Deer hunters may encounter sick or diseased deer afflicted with hemorrhagic disease this hunting season, according to the N.C. Wildlife Commission.
Two closely related viruses — epizootic hemorrhagic disease virus and bluetongue virus — cause hemorrhagic disease. Both are spread by biting flies, called midges.
The commission is asking hunters to report sightings of the disease, which has no human-health implications but is one of the most significant infectious diseases of white-tailed deer in North Carolina.
Symptoms of hemorrhagic disease in deer vary widely. Some diseased animals will exhibit no symptoms. Some may appear bloated, very thin and weak, while others suffering from the disease for longer duration may drastically lose weight. They also may have foot, mouth and internal lesions. High fever associated with the disease can make deer thirsty, so dead and dying deer are often found near water. Hunters may observe cracked or sloughing hooves on harvested deer, which is another classic symptom of the disease.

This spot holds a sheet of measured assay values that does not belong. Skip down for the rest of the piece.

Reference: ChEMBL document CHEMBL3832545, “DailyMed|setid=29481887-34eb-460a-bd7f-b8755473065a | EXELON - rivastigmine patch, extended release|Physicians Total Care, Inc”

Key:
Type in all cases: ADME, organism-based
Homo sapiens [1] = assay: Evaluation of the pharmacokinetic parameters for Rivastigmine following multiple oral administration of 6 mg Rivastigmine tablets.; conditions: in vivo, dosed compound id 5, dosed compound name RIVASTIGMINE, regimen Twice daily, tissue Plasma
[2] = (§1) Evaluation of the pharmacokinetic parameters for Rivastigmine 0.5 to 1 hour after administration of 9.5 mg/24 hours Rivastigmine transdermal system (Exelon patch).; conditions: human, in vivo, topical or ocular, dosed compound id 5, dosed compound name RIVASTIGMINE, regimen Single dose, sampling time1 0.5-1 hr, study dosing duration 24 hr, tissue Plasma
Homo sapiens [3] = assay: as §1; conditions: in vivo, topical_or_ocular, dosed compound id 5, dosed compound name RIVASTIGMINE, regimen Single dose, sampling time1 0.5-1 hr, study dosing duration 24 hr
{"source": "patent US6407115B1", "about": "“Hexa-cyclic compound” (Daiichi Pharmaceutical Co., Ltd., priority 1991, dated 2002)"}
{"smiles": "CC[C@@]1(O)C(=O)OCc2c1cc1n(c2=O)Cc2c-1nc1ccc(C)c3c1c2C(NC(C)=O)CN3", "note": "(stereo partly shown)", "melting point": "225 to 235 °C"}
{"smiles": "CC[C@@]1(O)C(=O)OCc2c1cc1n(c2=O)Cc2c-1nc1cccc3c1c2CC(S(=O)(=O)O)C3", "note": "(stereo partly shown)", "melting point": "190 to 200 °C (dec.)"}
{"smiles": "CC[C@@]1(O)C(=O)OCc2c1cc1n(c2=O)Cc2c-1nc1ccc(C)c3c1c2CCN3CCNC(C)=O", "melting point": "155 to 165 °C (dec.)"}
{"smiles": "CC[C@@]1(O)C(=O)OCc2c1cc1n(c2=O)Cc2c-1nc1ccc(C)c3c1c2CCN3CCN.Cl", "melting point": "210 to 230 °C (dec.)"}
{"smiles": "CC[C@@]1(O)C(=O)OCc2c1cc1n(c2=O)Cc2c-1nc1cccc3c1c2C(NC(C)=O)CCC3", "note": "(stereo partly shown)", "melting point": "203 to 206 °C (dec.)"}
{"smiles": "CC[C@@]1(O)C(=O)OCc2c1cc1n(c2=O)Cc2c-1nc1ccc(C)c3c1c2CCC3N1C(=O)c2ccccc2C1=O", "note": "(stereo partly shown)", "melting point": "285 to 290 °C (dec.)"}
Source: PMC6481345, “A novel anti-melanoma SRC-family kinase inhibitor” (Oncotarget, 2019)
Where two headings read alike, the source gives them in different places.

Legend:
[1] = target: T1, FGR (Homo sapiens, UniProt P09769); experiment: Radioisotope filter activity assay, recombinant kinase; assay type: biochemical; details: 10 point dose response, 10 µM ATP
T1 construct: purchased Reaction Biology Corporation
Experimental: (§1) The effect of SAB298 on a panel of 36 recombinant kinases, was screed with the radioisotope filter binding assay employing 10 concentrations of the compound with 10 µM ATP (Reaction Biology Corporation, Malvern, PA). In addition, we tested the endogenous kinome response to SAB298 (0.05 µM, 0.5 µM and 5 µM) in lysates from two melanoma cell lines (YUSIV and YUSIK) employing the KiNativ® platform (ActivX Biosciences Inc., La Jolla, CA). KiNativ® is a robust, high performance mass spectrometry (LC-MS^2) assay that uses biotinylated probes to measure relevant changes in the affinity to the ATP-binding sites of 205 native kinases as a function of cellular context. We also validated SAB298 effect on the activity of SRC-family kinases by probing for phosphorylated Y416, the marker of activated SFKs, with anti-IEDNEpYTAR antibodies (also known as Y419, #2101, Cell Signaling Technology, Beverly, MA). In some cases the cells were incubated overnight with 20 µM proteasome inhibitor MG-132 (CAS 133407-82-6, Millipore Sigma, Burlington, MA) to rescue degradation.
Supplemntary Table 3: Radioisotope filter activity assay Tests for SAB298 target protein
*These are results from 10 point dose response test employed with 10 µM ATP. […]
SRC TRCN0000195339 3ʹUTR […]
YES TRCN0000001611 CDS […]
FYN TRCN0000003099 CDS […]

Outbreaks of this deer disease are seen almost every year somewhere within the state and across the Southeast. In years with severe hemorrhagic disease outbreaks, deer mortality in some localized areas can be as high as 30 percent. However, in most instances mortality is much lower.